BBC News Online has a good piece about the implications for tourism of the enlargement of the Schengen border free area in Europe, only one thing is missing: any discussion about Britain eventually joining the parts of Schengen that are actually useful to citizens. Essentially there are 3 elements of Schengen: no border checks at EU internal borders, a unified visa system, and a computer information database (the Schengen Information System – SIS) used to exchange data on border security and law enforcement. The UK does not participate in the first two, but does participate in the SIS, so Brits get all the oppressive bits but none of the useful liberal parts.
Now it is quite tedious to queue up at the ‘UK Border’ in Heathrow or Stansted, but it’s possible to live with it I suppose – the worst aspect is the chronic inefficiency of the checks and the long queues. The really silly thing is the visa issue. If you are South African and resident in the UK – for work, studying etc.- and have the correct visa, you have to apply (and pay about Â£40) for a Schengen visa every time you want to visit France or Germany. If you’re South African resident in France you can of course visit Germany without any problem at all.
In the meantime the UK is wanting to tighten its visa procedures still further, despite not really knowing how many non-EU citizens there are in the country anyway. It’s even managed to annoy John Purvis, a Tory MEP – and Tories in the EP are never well known for a pro-EU approach.
[UPDATE – 21.12.2007]
The borders are open today, and waves of criminals are already forcing their way westwards. That’s if you believe the British newspapers. See these articles from The Telegraph and The Guardian, and this scaremongering last month in the Daily Mail. We should be celebrating this removal of the borders. OK, it’s not quite the same as the ending of the iron curtain, but it’s important and symbolic. I was joyous when I watched Fico and Gusenbauer sawing through a border barrier on Euronews yesterday. You might argue that it is disingenuous of the Austrians who, after all, still impose restrictions on Slovaks working in Austria, but hey, they can at least cross the border easily.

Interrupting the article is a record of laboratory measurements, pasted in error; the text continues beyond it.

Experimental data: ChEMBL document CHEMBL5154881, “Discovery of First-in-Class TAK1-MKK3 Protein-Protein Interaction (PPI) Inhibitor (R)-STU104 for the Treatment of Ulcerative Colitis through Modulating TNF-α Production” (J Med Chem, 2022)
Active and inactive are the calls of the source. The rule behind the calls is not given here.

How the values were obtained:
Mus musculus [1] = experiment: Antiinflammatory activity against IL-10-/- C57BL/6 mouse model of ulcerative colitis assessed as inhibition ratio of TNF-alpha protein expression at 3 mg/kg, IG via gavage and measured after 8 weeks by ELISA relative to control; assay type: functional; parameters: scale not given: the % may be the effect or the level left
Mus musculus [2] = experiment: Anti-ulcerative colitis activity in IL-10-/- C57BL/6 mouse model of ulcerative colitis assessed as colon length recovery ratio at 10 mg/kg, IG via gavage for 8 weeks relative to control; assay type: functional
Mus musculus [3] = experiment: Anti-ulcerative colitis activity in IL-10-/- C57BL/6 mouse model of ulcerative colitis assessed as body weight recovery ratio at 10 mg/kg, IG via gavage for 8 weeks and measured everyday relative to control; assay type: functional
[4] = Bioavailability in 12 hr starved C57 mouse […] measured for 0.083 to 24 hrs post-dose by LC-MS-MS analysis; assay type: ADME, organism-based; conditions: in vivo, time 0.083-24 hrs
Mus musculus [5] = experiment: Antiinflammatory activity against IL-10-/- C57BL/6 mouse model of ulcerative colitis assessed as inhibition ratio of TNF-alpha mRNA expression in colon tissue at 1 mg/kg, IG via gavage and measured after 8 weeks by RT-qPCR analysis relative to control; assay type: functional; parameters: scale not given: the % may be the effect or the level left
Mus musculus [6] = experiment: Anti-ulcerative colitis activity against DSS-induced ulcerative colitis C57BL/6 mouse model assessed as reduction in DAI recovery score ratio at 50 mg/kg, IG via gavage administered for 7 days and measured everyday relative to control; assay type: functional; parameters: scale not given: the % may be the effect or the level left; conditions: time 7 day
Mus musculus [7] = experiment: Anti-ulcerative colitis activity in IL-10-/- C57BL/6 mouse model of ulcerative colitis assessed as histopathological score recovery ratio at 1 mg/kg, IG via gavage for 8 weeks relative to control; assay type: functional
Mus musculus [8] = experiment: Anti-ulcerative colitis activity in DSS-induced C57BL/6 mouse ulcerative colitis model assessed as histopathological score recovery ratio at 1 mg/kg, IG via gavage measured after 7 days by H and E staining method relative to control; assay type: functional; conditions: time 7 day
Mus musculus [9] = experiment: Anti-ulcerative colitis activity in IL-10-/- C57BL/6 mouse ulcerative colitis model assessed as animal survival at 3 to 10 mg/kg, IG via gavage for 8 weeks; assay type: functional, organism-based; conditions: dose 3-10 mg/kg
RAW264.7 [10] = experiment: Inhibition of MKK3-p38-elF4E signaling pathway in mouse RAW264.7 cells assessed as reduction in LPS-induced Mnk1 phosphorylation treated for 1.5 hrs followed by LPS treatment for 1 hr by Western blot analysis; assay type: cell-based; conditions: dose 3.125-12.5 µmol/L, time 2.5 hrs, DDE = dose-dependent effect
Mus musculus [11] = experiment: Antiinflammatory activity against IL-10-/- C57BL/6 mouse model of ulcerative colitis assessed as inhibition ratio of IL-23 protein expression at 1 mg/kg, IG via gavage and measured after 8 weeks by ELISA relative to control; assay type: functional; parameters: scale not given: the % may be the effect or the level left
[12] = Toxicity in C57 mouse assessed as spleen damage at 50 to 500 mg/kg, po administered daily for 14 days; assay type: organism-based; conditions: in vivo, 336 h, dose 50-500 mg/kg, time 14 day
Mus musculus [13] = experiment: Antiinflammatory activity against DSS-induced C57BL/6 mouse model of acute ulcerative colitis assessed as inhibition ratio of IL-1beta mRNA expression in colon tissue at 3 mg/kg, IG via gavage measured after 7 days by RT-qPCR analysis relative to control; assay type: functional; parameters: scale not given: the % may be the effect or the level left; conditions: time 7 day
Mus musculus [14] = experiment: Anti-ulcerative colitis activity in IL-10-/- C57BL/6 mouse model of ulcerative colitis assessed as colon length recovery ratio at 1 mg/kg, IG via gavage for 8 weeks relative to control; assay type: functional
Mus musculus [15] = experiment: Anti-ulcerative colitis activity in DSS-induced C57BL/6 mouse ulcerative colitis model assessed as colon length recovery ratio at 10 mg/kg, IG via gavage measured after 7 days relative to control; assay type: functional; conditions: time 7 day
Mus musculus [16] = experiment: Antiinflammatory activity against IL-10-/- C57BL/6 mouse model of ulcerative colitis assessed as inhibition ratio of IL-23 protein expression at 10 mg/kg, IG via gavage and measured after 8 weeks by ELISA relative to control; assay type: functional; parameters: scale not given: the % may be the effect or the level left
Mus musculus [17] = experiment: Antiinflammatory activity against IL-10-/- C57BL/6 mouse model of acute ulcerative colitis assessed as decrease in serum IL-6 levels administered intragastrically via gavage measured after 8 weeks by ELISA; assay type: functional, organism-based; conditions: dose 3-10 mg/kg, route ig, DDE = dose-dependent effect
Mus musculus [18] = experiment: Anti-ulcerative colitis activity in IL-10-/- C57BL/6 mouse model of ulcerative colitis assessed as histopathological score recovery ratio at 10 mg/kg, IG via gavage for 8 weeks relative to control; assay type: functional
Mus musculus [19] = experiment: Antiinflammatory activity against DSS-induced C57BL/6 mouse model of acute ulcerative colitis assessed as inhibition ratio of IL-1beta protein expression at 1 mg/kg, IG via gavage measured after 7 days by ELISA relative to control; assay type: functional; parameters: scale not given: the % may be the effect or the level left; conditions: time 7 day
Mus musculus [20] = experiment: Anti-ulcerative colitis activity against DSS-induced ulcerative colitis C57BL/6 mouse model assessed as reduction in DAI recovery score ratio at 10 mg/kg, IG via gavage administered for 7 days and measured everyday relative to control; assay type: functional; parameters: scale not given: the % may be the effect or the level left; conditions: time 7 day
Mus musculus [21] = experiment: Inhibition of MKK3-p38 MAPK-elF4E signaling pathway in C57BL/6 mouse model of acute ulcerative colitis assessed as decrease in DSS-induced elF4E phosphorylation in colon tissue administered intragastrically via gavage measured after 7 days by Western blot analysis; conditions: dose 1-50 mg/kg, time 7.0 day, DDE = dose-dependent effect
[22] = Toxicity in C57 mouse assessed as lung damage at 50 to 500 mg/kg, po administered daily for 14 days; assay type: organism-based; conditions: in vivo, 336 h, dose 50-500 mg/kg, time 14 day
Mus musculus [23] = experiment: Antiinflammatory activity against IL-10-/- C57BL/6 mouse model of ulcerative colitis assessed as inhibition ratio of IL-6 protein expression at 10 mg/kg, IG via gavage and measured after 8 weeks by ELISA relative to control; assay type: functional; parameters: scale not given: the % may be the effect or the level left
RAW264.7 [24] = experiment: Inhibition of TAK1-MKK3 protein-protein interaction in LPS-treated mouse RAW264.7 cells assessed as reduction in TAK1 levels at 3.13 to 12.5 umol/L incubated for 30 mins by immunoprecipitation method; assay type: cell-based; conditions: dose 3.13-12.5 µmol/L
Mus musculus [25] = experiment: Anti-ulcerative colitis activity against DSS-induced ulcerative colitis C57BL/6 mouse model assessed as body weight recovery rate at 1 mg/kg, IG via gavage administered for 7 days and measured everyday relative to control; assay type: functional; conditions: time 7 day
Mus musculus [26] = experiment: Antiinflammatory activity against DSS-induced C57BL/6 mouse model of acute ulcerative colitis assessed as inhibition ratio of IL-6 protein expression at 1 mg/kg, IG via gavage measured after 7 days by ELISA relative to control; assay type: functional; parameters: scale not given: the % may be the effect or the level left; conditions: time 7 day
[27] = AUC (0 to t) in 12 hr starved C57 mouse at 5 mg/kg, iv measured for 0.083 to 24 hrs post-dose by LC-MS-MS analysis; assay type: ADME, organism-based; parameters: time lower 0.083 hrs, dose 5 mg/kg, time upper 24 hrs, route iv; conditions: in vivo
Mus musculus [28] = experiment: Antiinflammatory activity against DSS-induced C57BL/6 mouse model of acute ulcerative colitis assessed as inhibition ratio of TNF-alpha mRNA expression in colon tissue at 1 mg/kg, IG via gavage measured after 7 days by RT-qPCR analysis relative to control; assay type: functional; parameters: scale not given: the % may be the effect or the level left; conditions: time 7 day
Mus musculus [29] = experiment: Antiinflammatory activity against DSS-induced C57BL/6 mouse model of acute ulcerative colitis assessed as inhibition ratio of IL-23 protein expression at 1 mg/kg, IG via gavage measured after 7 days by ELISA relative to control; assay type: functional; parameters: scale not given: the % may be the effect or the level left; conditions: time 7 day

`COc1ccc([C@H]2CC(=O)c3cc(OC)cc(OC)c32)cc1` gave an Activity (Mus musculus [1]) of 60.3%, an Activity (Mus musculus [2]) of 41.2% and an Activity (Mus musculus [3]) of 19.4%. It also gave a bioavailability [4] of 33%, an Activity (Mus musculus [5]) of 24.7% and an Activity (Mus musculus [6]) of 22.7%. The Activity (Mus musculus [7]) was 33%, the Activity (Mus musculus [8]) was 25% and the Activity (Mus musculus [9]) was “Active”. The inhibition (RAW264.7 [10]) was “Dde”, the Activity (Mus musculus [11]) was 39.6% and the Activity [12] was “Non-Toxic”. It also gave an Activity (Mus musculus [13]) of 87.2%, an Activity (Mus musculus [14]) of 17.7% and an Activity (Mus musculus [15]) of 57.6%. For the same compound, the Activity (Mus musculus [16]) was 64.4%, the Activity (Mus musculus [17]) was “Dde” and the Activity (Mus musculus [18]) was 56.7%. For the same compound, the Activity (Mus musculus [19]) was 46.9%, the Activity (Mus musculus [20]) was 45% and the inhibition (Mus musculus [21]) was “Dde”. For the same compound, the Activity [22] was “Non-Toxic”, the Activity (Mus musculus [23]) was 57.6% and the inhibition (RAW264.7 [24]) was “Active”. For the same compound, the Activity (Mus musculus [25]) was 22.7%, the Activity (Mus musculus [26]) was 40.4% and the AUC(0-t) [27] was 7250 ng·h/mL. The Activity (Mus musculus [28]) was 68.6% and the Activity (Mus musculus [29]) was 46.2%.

Oh what 3 years can make to change the perception about Shengen. You wrote this article in 2007, well before the financial crisis in 2008. The world has changed since then and the perception about Shengen’s benefits is in crisis.
The Dutch already imposed customs experts to protect its borders. France did it as well to prevent Libyans entering its borders from Italy.
I am glad Britain and Ireland opted out of the Shengen, especially now that more and more from countries affected by the financial crisis are migrating to well-off countries in northern europe. And there has been a revival of patriotism among EU countries, seeking to preserve their national identity and sovereignty from Brussels.
So, welcome to 2011!
It may be an idea to set up a petition, why not iwantschengenintheuk.eu
dont let the Eurosceptics have all the media attention – maybe its time we started to fight back
Jon, you posted an update on scare-mongering and you have repeatedly thought about Britain’s place in the European Union.
It may be of interest to you that I wrote a fairly long piece on Britain as ever more of an outsider on my Swedish blog.
Jon, you are right. Free travel (free movement) is one of the advantages for European citizens.
But the core areas of European integration (and aspiration for new member states) have political implications, too.
When ValÃ©ry Giscard d’Estaing mentioned his criteria for the important choice of new President for the European Council, he wrote on his blog that this person should come from a country which is part of the Eurozone and the Schengen area and applies the EU Charter of fundamental rights.
Looking beyond that, we could and we should add defence.